“Group revenue declined $6,691 million (-80.4%) year-on-year to $1,634 million in the first half of the financial year. Passenger flown revenue fell sharply as Singapore Airlines, SilkAir and Scoot were severely impacted by restrictions on international travel.”Singapore Airlines
Thankfully buoyant cargo demand managed to offset some of this imact.
“This was partially offset by stronger cargo flown revenue (up $274 million, or +28.3%) as countries sought to restore global supply chains. SIA responded to the demand by maximising freighter utilisation and deploying passenger aircraft on cargo missions.”Singapore Airlines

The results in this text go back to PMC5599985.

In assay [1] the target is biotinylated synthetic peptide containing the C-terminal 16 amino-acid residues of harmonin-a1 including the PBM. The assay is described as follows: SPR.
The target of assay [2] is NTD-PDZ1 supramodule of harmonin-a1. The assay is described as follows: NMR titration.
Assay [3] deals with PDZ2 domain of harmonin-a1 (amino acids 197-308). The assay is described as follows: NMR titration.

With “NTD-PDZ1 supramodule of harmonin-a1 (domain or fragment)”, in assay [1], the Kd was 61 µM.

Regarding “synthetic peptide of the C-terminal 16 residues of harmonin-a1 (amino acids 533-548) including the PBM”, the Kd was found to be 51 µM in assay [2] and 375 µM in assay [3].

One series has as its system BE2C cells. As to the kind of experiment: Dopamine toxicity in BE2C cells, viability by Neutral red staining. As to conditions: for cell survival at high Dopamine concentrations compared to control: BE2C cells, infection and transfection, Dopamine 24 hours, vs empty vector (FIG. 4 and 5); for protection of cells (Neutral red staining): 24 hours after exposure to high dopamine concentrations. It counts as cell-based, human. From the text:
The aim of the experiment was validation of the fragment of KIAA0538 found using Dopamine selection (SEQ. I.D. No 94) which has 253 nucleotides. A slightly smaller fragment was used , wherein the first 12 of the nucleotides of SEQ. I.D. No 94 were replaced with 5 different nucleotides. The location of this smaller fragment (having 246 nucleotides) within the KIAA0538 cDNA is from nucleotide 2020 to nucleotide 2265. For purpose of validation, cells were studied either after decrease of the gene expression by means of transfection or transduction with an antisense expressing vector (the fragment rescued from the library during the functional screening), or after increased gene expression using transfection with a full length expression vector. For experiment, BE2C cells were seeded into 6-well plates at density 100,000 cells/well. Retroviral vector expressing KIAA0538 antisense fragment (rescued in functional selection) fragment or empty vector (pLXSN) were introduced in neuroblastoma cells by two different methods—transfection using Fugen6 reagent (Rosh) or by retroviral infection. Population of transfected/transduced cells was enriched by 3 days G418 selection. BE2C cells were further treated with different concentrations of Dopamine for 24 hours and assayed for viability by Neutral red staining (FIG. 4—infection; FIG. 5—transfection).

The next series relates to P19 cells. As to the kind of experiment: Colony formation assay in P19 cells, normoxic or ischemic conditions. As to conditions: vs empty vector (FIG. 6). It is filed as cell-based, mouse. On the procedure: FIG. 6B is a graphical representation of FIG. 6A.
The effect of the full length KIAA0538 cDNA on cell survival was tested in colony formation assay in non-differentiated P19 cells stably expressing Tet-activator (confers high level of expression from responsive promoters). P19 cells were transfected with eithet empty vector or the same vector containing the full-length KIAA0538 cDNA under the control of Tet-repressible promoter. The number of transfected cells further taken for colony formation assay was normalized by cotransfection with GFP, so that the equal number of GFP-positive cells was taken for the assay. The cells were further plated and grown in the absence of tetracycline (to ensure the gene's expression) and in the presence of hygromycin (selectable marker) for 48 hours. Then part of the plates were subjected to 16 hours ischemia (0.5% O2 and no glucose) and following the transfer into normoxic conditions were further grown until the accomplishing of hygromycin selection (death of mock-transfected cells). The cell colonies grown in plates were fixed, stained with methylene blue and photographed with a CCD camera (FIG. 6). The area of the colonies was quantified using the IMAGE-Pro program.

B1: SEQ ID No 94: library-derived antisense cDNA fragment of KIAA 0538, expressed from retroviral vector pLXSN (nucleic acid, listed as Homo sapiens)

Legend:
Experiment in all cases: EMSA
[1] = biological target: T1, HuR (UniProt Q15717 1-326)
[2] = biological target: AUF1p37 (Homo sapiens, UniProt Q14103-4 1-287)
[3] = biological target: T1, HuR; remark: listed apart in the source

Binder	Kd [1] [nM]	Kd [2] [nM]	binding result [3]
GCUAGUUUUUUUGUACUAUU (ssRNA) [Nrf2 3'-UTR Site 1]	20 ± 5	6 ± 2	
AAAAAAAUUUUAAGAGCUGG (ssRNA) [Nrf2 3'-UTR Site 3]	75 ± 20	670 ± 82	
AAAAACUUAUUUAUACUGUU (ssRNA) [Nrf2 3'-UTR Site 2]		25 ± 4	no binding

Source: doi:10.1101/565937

Here are the operating profits of each group division in H1 20/21, compared to the same half in previous financial year.
SIA Engineering in particular took a hit during the period, “due to reduction in the Group’s business activities as a result of low flight activities and massive grounding of aircraft”.
Future aircraft deliveries
The SIA Group still has large order books with Airbus and Boeing for its fleet modernisation and replacement strategy over the next few years. These comprise:
Additionally, Scoot is taking 10 Airbus A321neo aircraft through leasing companies over the coming years.
In its last update, Singapore Airlines said it was in negotiations with Airbus and Boeing to reduce its new aircraft intake, potentially spreading out this large commitment for 136 additional new aircraft across a longer time period.
This process is confirmed to be completed with Airbus in the latest financial statement, but remains ongoing with Boeing.